On Fri, Apr 11, 2008 at 6:01 PM, Frank Tsao <shuhao.tsao / gmail.com> wrote:
> RubyTalk / gmail.com wrote:
>  > If you are using Rails and migrations
>  >
>  > add_index(:table, [:column1, :column2], :unique => true)
>  >
>  > if not something like this sql
>  >
>  >  CREATE UNIQUE INDEX index_name ON table(column1,column2);
>  >
>  > Becker
>
>  Thanks for your help, but the situation in A=1, B=2 or A=2, B=1 that
>  wont be accepted if using unique.
>
>  My point is that when record(A=1, B=1) was existed in database, any new
>  record(A=1, B=1) can not be valided. They can be (A=1, B=2), (A=1, B=3)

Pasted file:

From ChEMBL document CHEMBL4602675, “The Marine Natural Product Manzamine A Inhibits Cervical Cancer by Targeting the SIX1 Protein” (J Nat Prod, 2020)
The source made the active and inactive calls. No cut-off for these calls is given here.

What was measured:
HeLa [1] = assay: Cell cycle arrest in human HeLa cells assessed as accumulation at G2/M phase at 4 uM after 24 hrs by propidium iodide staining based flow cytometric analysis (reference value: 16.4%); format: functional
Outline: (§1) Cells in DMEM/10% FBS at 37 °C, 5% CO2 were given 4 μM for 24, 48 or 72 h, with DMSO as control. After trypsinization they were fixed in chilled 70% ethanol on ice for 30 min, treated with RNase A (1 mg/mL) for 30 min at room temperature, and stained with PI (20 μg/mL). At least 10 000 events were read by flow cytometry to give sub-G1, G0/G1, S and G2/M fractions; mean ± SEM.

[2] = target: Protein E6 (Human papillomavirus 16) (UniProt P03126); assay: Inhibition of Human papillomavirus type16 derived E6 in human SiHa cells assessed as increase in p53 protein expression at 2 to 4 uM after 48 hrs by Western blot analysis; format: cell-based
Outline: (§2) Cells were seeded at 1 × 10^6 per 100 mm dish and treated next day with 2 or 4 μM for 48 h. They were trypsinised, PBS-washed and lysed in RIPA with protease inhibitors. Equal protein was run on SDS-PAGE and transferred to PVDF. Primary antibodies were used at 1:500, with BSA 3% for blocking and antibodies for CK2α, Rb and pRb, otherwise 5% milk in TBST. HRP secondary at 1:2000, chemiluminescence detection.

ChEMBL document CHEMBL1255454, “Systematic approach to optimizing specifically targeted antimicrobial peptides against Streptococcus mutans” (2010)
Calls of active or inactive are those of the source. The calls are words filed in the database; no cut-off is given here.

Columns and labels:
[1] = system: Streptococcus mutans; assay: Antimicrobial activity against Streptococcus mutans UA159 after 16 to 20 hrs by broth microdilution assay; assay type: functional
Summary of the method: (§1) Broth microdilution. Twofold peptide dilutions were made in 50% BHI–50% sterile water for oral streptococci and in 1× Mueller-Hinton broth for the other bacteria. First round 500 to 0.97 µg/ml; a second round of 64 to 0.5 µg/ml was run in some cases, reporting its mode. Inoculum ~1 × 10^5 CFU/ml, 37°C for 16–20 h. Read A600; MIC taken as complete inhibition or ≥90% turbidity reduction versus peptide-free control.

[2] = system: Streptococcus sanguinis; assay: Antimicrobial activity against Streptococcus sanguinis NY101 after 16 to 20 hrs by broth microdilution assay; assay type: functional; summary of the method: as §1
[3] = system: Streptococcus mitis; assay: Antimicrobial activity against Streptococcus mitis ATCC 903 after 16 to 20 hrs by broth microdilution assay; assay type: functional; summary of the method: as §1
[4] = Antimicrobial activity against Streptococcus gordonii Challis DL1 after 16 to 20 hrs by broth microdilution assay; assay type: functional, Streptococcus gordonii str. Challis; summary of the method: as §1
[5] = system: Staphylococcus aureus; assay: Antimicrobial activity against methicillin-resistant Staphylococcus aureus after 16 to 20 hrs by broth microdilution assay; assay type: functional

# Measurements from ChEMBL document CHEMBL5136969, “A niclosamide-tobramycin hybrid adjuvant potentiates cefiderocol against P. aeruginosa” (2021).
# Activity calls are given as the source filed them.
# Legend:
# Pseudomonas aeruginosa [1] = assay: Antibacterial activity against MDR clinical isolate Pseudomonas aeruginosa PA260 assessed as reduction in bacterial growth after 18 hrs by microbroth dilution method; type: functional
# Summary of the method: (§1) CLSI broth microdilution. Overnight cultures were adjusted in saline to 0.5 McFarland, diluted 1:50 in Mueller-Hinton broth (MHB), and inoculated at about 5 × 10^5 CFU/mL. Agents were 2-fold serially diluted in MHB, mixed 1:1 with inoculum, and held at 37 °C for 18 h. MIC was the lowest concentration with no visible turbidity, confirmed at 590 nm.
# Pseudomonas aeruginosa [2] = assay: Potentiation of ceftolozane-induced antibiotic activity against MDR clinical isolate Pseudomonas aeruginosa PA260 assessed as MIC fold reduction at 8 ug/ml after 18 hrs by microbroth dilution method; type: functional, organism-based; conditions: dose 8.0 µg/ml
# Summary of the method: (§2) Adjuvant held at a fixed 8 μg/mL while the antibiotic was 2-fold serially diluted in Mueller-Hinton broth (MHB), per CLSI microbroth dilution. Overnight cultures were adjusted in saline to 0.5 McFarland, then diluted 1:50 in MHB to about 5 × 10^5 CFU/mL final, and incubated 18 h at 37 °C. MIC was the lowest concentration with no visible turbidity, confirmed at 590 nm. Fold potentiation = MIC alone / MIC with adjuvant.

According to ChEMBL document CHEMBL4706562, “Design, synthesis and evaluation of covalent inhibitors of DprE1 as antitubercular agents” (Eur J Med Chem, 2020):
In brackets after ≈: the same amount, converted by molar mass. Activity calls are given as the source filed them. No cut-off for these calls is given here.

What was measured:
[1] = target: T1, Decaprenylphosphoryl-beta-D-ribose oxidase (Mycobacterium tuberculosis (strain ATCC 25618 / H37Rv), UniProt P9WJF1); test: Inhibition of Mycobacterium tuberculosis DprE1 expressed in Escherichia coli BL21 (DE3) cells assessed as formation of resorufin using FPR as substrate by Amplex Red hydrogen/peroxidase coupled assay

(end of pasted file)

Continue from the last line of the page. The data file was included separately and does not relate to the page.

>  or (A=5, B=1) etc.

You probably have a primary key constraint on one of the columns
(unless you are using kindergarten SQLite).  Example without correct
caps...

create table stuff (
  colA int not null,
  colB int not null,
  primary key (colA, colB)
)

...or if you succumb to the idea integer IDs for the primary key are a
good idea...

create table stuff (
  id int not null primary key,
  colA int not null,
  colB int not null,
  unique (colA, colB)
)

Not tested.

Todd